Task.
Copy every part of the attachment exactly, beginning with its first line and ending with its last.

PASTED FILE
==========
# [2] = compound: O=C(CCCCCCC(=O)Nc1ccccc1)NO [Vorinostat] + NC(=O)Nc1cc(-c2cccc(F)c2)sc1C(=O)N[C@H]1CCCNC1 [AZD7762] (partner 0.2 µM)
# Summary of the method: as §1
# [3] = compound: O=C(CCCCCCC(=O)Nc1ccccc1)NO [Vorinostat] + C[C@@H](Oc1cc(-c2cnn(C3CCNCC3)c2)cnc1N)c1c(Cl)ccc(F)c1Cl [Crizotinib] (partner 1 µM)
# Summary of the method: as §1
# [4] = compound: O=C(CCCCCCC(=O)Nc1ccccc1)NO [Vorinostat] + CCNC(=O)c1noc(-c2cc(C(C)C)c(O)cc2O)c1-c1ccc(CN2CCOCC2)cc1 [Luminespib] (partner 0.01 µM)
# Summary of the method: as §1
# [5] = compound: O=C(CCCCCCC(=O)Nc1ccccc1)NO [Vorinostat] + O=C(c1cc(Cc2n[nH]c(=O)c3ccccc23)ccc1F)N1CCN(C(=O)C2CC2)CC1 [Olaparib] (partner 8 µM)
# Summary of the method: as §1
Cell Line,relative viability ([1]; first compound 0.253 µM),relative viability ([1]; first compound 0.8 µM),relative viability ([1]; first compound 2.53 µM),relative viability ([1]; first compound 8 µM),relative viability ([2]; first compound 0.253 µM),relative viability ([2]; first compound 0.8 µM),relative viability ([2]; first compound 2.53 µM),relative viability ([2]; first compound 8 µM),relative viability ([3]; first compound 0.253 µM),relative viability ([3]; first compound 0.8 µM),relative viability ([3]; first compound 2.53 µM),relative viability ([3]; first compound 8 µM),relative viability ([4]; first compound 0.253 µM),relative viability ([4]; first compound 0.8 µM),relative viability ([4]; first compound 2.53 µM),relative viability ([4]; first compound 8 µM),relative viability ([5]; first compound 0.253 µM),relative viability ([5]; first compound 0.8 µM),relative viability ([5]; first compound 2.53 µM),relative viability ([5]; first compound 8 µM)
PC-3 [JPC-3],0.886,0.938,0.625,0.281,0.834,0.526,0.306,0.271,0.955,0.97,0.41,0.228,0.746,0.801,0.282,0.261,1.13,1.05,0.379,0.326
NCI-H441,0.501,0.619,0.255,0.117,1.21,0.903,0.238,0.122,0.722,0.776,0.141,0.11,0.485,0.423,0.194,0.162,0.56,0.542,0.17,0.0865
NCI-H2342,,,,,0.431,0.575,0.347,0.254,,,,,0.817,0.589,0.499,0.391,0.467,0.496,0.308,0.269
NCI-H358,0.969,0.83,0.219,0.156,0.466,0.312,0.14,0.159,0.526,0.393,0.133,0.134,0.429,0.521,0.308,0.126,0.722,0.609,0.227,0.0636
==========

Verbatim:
# [2] = compound: O=C(CCCCCCC(=O)Nc1ccccc1)NO [Vorinostat] + NC(=O)Nc1cc(-c2cccc(F)c2)sc1C(=O)N[C@H]1CCCNC1 [AZD7762] (partner 0.2 µM)
# Summary of the method: as §1
# [3] = compound: O=C(CCCCCCC(=O)Nc1ccccc1)NO [Vorinostat] + C[C@@H](Oc1cc(-c2cnn(C3CCNCC3)c2)cnc1N)c1c(Cl)ccc(F)c1Cl [Crizotinib] (partner 1 µM)
# Summary of the method: as §1
# [4] = compound: O=C(CCCCCCC(=O)Nc1ccccc1)NO [Vorinostat] + CCNC(=O)c1noc(-c2cc(C(C)C)c(O)cc2O)c1-c1ccc(CN2CCOCC2)cc1 [Luminespib] (partner 0.01 µM)
# Summary of the method: as §1
# [5] = compound: O=C(CCCCCCC(=O)Nc1ccccc1)NO [Vorinostat] + O=C(c1cc(Cc2n[nH]c(=O)c3ccccc23)ccc1F)N1CCN(C(=O)C2CC2)CC1 [Olaparib] (partner 8 µM)
# Summary of the method: as §1
Cell Line,relative viability ([1]; first compound 0.253 µM),relative viability ([1]; first compound 0.8 µM),relative viability ([1]; first compound 2.53 µM),relative viability ([1]; first compound 8 µM),relative viability ([2]; first compound 0.253 µM),relative viability ([2]; first compound 0.8 µM),relative viability ([2]; first compound 2.53 µM),relative viability ([2]; first compound 8 µM),relative viability ([3]; first compound 0.253 µM),relative viability ([3]; first compound 0.8 µM),relative viability ([3]; first compound 2.53 µM),relative viability ([3]; first compound 8 µM),relative viability ([4]; first compound 0.253 µM),relative viability ([4]; first compound 0.8 µM),relative viability ([4]; first compound 2.53 µM),relative viability ([4]; first compound 8 µM),relative viability ([5]; first compound 0.253 µM),relative viability ([5]; first compound 0.8 µM),relative viability ([5]; first compound 2.53 µM),relative viability ([5]; first compound 8 µM)
PC-3 [JPC-3],0.886,0.938,0.625,0.281,0.834,0.526,0.306,0.271,0.955,0.97,0.41,0.228,0.746,0.801,0.282,0.261,1.13,1.05,0.379,0.326
NCI-H441,0.501,0.619,0.255,0.117,1.21,0.903,0.238,0.122,0.722,0.776,0.141,0.11,0.485,0.423,0.194,0.162,0.56,0.542,0.17,0.0865
NCI-H2342,,,,,0.431,0.575,0.347,0.254,,,,,0.817,0.589,0.499,0.391,0.467,0.496,0.308,0.269
NCI-H358,0.969,0.83,0.219,0.156,0.466,0.312,0.14,0.159,0.526,0.393,0.133,0.134,0.429,0.521,0.308,0.126,0.722,0.609,0.227,0.0636